1. Reading Blockchain Data:
  • Developer Request: “Fetch the latest transaction data from the Ethereum blockchain.”
  • Web3 API Action: Sends a request to the blockchain, retrieves the data, and delivers it to the developer in a format they can easily use.
  1. Executing Smart Contract Functions:
  • Developer Request: “Execute a function in this smart contract to transfer tokens.”
  • Web3 API Action: Translates the request, interacts with the smart contract on the blockchain, and executes the specified function on behalf of the developer.
  1. Initiating Transactions:
  • Developer Request: “Initiate a transaction to transfer cryptocurrency from this wallet to another.”
  • Web3 API Action: Orchestrates the transaction, broadcasts it to the blockchain network, and relays the confirmation back to the developer.
  1. Managing User Wallets:
  • Developer Request: “Retrieve the current balance and transaction history for this user’s wallet.”
  • Web3 API Action: Accesses the blockchain, fetches the wallet details, and presents them to the developer for seamless integration into the dApp.
  1. Infrastructure of Web3 APIs

While Web3 APIs act as the middle ground for developers, they rely on a robust infrastructure behind the scenes to communicate with blockchains. These API providers utilize their own blockchain infrastructure to directly interact with and collect data from the blockchain. This infrastructure can consist of:

  • Self-maintained Hardware: Some API providers invest in their own physical hardware like servers to ensure maximum control and security.
  • Cloud-Based Solutions: Others leverage the power and scalability of cloud providers like Google Cloud Platform or Amazon Web Services.

Combining these options, like DeCommas API using a mix of their own hardware and cloud services, creates a secure and efficient environment for developers.

In essence, Web3 APIs act as the essential middle ground. They handle the complexities of interacting with the blockchain, such as; reading blockchain data, executing smart contract functions, sending transactions, managing user wallets, displaying portfolios, returning user operations, amongst many other things, all while empowering you as the developer to achieve these tasks easily.

API Call Example — A Simple Step-by-Step Guide to Making API Calls with DeCommas API

Getting Your Personal Mission Control API Key

Begin by signing up for an account on the DeCommas platform. Navigate to the registration page and follow the prompts to create your account.

Step 1: Visit

Step 2: Click “Get Started”

Step 3: Provide your email address for verification

Step 4: Check your email for the verification link, and click it to access with URL , your gateway to API keys.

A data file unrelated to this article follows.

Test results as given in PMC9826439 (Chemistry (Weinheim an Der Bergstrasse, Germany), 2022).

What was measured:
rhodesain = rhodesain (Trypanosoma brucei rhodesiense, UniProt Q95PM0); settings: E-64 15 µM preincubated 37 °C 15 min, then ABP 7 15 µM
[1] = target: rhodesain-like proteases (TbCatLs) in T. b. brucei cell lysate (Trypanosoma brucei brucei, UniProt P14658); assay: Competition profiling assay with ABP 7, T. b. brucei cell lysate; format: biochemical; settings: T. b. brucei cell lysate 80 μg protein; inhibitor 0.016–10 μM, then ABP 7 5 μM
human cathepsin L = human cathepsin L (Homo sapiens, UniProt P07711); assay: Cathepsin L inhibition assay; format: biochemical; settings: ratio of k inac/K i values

Ensure your API keys are stored using high-level security and readily accessible for future use. Furthermore, you can consult our documentation here for further research.

Raw HTTPS Requests:


The above is an example URL of one of the UserOps APIs. All you need to do is to use any of the available URLs in your code via the GET method in any language of your choice, and do not forget to replace placeholder values with your actual values.

Example Setup in JavaScript:

.then(response => response.json())
.then(data => {
const status = data.status;
const results = data.result;
.catch(error => {
console.error(`Error. Reason for Error: ${error}`);


  1. The response will always be in JSON. You can always use any language of your choice to write your request code.
  2. The example given here is just a sample use of DeCommas APIs. DeCommas provides 21 market-unique endpoints covering 15 networks.

Networks covered by DeCommas API are:

  • Mainnet
  • Arbitrum
  • Arbitrum Nova
  • Avalanche
  • Optimism
  • BSC
  • Fantom
  • Gnosis
  • Polygon
  • Polygon zkEVM
  • Base
  • opBNB
  • Linea
  • Mantle
  • Scroll

You can see the list and use cases here.


Web3 APIs serve as the crucial link between applications and the complex world of blockchains. These APIs act as translators, enabling applications to interact with features like smart contracts and on-chain data, empowering you to harness the power of Web3 without diving deep into technical complexities.

While the allure of running your node for data extraction is understandable, Web3 APIs offer compelling alternatives, such as cost-effectiveness, scalability, and robust security — factors often challenging to manage with an individual node setup.

DeCommas API stands out as a developer-centric Web3 API provider. With over 21 endpoints (including unique Account Abstraction features), seamless interaction with over 15 blockchains, and response times below 150ms, we have combined extensive functionality, robust multi-chain support, efficiency, and unparalleled speed for your gains. To get started, visit here now!